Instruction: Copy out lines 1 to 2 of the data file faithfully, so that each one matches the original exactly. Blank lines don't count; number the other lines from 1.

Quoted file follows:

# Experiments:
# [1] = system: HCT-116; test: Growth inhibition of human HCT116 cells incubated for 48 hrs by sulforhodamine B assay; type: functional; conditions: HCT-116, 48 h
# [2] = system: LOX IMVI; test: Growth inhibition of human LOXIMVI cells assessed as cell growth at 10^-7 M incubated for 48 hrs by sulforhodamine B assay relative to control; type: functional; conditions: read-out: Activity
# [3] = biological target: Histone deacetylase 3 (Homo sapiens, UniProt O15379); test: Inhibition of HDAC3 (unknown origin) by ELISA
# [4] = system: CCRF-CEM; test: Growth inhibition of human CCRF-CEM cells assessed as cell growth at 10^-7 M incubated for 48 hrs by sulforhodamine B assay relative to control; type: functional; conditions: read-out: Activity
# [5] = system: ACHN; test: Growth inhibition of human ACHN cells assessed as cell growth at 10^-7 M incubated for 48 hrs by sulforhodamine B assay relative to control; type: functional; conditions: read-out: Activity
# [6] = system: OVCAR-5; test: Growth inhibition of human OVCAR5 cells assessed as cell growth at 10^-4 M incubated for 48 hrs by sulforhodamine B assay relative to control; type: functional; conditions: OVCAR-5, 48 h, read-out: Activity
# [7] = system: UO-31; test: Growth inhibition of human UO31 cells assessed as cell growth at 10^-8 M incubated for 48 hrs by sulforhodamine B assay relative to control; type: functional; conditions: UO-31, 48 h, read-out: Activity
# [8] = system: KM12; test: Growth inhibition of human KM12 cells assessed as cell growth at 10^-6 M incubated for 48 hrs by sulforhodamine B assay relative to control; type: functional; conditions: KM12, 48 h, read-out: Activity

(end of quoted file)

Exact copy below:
# Experiments:
# [1] = system: HCT-116; test: Growth inhibition of human HCT116 cells incubated for 48 hrs by sulforhodamine B assay; type: functional; conditions: HCT-116, 48 h